The History Bit
On the coast near the village of Marsden on the outskirts of South Shields, stands the rather magnificent looking Souter Lighthouse. This lighthouse was the first in the world to be designed and built specifically to use AC (alternating electric current) and was the most technically advanced lighthouse of its day. Opening in 1871 it was described as ‘without doubt one of the most powerful lights in the world’. Originally planned to be built on Souter Point, from where it gets its name, it ended up being built on Lizard Point which had higher cliffs and therefore better visibility. As there was already a Lizard Lighthouse in Cornwall, they didn’t bother to rename it.
The lighthouse was definitely needed by the time it was up and running. Prior to that there had been several shipwrecks at Whitburn Steel, (the name of that bit of coast) due to the underlying dangerous reef. In 1860 alone 20 wrecks had occurred, and it was known as the most dangerous coastline in the country, with an average of 44 wrecks for each mile.
The lighthouse didn’t use incandescent bulbs, but instead used carbon arcs, and the 800,000 candle power light could be seen for 26 miles. The main lens array consisted of a third-order fixed catadioptric optic surrounded by a revolving assembly of eight vertical condensing-prisms which produced one flash every minute. There was extra light to highlight hazardous rocks to the south which was powered using light diverted (through a set of mirrors and lenses) from the landward side of the main arc lamp.
In 1914 it was decided to give up the pioneering electric light and it was converted to more conventional oil lamps with a new, much larger bi-form first-order catadioptric revolving optic, which is still there today. Then in 1952 it was converted back to mains electricity and the revolving optic was run by electrically run clockwork until 1983. Sadly the lighthouse was decommissioned in 1988, but continued to serve as a radio navigation beacon up until 1999 when it was finally closed. No need for lighthouses now what with GPS and satellite navigation taking their place.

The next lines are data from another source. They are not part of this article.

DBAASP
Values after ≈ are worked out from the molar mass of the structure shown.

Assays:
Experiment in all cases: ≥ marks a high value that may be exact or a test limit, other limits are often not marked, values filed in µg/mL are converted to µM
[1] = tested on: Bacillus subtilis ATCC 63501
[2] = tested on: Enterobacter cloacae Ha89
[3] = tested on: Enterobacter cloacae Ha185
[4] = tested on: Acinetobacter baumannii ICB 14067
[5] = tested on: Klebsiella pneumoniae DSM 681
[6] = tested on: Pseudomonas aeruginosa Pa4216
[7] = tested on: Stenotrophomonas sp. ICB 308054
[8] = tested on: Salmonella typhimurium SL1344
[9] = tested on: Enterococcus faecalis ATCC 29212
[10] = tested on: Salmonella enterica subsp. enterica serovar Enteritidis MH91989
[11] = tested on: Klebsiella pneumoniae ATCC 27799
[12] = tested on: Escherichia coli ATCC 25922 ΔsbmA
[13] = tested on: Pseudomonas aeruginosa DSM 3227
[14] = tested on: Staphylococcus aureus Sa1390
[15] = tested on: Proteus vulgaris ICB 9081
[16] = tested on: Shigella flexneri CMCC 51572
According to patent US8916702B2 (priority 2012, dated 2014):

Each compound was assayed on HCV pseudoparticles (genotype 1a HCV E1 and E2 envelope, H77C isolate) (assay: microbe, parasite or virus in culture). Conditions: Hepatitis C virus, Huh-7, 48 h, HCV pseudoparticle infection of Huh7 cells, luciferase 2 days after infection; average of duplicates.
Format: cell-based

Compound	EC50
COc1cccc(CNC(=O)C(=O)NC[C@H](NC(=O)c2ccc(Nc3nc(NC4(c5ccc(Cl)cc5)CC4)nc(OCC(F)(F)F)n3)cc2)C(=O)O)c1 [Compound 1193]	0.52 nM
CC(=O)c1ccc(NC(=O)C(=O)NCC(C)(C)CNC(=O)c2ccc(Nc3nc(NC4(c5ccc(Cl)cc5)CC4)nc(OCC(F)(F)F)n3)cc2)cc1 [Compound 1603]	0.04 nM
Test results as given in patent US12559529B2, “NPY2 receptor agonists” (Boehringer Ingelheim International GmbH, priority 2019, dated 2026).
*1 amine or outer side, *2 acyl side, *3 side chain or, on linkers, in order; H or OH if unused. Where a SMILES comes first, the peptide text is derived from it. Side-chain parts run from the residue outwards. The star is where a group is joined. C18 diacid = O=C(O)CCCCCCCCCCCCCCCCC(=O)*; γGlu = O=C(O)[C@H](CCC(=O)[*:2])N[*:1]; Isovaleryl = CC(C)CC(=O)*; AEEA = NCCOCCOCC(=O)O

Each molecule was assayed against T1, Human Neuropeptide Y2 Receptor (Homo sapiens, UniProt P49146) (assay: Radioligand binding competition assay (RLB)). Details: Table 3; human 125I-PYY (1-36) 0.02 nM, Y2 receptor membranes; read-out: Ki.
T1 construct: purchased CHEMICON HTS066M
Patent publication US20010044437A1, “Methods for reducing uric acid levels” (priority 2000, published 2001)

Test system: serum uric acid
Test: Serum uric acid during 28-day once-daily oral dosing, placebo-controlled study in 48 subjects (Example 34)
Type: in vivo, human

Souter Lighthouse was never automated and remains much in its original operational state, apart from maintenance and updates to its electrical apparatus and lanterns.
The grassed area north of Souter was once a thriving community of 700 people. Built as a mining village in 1874 to house the workers at the new Whitburn Colliery. The best coal seams in the North East extend out into the North Sea here and Whitburn Coal Company sunk two shafts south of the lighthouse between 1874 – 1877 with the first coal brought out in 1881. By 1898 it was producing 2,600 tons of coal per day. The colliery finally closed in 1968. The reclaimed land is now Whitburn Coastal Park.
The Lighthouse is owned by the National Trust now and you can go and have a look around inside and climb the top. The engine room, light tower and keeper’s living quarters are all on view. Two of the former lighthouse keepers’ cottages are used as National Trust holiday cottages. The lighthouse is said to be haunted, and has even featured on British TV’s Most Haunted ghost-hunting programme. 🙄
We went first to look around the inside of the lighthouse, there’s a lot of gubbins!
One of the volunteers was there when we were, and was twiddling knobs and handles to build up the air pressure that drives the foghorn, which still works.
When the pressure was right the Mr.Foghorn told us to follow him so we could set off the foghorn.
Sophie hit the button and the foghorn nearly blew my ears off!
We saw the keepers living quarters.
After that we climbed the very steep spiral staircase to get to the top, the last section was just a ladder! But the views were great!
It only takes a morning to do the lighthouse, so in the afternoon we went off to Cleadon, which apart from being where the posh people live, has an ice~age duck pond and a gothic grotto. So stay tooned for that!